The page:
Birth Activist is hosting a blog carnival in honor of Women’s History Month, asking that individuals write about their herione when it comes to childbirth and pregnancy. I briefly considered writing about Laura Shanley. She has done quite a bit to advocate for unassisted birthers. However, while I admire what she has done, I’ve always felt an internal strength when it comes to our decision to have unassisted childbirths (UC), and it reminded me of someone else.
My grandmother was a nosy, persnickity old woman who didn’t have any problem telling you just what she thought you should be doing. She had homebirths with the first two of her three children, including my father, but after the treatment we received from my husband’s parents and family after just mentioning homebirth, we decided to keep our decision to UC to ourselves until after our first child was born. My grandmother found out after our son was born, and the next time she called, I waited, half expecting to hear a rant from her. Instead, she stated that I was a “strong girl from good stock.” She then asked if that baby was sleeping with us, to which I replied yes, mentally cringing for any backlash. Instead, she said, “Good! That’s where babies need to be – snuggled up to their mamas!” It surprised me. She spread the word through my father’s family to anyone who brought up our decision that my husband and I were highly intelligent, well-educated individuals who knew what we were doing and would then repeat her phrase about me being a “strong girl from good stock”.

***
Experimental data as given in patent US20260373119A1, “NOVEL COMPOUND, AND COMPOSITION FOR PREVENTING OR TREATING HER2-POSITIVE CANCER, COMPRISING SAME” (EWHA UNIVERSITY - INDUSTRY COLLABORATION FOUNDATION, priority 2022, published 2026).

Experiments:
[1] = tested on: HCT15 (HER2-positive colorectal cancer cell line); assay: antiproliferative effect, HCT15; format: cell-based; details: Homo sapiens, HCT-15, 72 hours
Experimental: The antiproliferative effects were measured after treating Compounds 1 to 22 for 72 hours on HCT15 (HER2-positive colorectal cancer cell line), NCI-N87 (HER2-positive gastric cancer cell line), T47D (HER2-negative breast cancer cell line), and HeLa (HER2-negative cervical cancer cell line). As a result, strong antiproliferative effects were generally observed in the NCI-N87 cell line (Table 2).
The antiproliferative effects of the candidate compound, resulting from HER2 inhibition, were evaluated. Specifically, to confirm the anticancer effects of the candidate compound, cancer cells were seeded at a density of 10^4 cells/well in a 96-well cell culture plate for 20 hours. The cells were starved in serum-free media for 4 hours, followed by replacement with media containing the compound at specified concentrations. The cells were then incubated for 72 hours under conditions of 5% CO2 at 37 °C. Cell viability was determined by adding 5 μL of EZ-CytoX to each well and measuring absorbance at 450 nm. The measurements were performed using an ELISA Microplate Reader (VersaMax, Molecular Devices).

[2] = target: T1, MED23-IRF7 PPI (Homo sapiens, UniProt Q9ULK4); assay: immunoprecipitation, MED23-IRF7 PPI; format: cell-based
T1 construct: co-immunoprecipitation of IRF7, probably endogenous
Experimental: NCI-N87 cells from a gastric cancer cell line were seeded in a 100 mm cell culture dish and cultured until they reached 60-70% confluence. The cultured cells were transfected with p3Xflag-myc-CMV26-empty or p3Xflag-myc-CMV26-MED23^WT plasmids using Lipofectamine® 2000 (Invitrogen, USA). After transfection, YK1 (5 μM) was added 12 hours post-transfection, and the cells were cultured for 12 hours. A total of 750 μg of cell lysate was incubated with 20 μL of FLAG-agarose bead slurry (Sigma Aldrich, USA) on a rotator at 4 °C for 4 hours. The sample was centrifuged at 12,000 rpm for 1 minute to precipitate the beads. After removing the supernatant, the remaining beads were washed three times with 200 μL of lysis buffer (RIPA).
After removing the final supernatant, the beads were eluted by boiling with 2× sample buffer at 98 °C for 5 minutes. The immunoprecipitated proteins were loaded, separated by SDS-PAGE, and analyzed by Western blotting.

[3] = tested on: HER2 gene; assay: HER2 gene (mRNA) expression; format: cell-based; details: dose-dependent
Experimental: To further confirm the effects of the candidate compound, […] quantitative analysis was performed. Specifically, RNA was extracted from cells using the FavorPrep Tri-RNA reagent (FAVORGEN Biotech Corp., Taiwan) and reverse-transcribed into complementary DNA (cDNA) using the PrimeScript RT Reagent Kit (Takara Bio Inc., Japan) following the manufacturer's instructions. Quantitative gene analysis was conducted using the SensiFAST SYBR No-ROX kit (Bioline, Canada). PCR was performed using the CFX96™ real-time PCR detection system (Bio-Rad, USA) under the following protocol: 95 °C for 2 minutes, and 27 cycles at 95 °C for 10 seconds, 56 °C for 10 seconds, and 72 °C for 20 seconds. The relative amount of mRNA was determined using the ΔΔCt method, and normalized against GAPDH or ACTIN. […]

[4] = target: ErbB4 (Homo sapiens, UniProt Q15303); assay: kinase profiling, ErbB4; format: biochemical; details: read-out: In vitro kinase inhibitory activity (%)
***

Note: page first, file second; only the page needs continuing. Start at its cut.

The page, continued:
I waited again when I was pregnant for the second time, as she obviously knew we would be having another unassisted birth. She didn’t say anything until after our little daughter was born. I was speaking with her on the phone when she asked if I had had that baby by myself again. When I replied yes, she told me that was how her grandmother had done it. I was intrigued, as I never had heard this story before. Apparently her grandmother, my great-great-grandmother had birthed all 12 of her children unassisted. My grandmother told me that “she would come in from the field and have the baby. The next day, she would strap that baby to her with a piece of cloth and head back on out to work.” That was all that was ever said. I later recalled seeing a list of names at some time in my childhood. I happen to share my great-great-grandmother’s first name, albeit by coincidence, as my mother never knew the name.
When I think about who my heroines are when it comes to birth, I am reminded, not of a single person tangled in our generation’s technology and hysteria, but of all the women who have gone before me, lovingly birthing their children. These are the women who have perpetuated our species, who have raised us, and who have passed on their knowledge and strength to subsequent generations through the legacy of birth and child-rearing.